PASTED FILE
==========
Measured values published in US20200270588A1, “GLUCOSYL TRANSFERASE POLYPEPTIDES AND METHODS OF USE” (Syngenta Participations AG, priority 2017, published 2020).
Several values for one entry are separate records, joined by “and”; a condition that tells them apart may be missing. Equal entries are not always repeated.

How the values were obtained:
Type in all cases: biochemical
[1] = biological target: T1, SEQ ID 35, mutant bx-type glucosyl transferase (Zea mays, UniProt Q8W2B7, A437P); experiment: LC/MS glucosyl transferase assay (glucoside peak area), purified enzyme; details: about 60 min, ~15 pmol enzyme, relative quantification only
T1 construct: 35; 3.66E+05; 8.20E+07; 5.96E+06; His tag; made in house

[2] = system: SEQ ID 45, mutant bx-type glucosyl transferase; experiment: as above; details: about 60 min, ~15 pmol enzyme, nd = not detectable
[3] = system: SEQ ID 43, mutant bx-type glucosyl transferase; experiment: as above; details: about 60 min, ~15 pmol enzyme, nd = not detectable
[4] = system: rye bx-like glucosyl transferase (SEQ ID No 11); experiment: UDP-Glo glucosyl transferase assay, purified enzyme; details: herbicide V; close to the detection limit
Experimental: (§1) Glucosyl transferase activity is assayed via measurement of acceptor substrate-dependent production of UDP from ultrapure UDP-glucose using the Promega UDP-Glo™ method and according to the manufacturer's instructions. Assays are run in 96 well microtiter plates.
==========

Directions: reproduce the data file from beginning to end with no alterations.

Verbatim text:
Measured values published in US20200270588A1, “GLUCOSYL TRANSFERASE POLYPEPTIDES AND METHODS OF USE” (Syngenta Participations AG, priority 2017, published 2020).
Several values for one entry are separate records, joined by “and”; a condition that tells them apart may be missing. Equal entries are not always repeated.

How the values were obtained:
Type in all cases: biochemical
[1] = biological target: T1, SEQ ID 35, mutant bx-type glucosyl transferase (Zea mays, UniProt Q8W2B7, A437P); experiment: LC/MS glucosyl transferase assay (glucoside peak area), purified enzyme; details: about 60 min, ~15 pmol enzyme, relative quantification only
T1 construct: 35; 3.66E+05; 8.20E+07; 5.96E+06; His tag; made in house

[2] = system: SEQ ID 45, mutant bx-type glucosyl transferase; experiment: as above; details: about 60 min, ~15 pmol enzyme, nd = not detectable
[3] = system: SEQ ID 43, mutant bx-type glucosyl transferase; experiment: as above; details: about 60 min, ~15 pmol enzyme, nd = not detectable
[4] = system: rye bx-like glucosyl transferase (SEQ ID No 11); experiment: UDP-Glo glucosyl transferase assay, purified enzyme; details: herbicide V; close to the detection limit
Experimental: (§1) Glucosyl transferase activity is assayed via measurement of acceptor substrate-dependent production of UDP from ultrapure UDP-glucose using the Promega UDP-Glo™ method and according to the manufacturer's instructions. Assays are run in 96 well microtiter plates.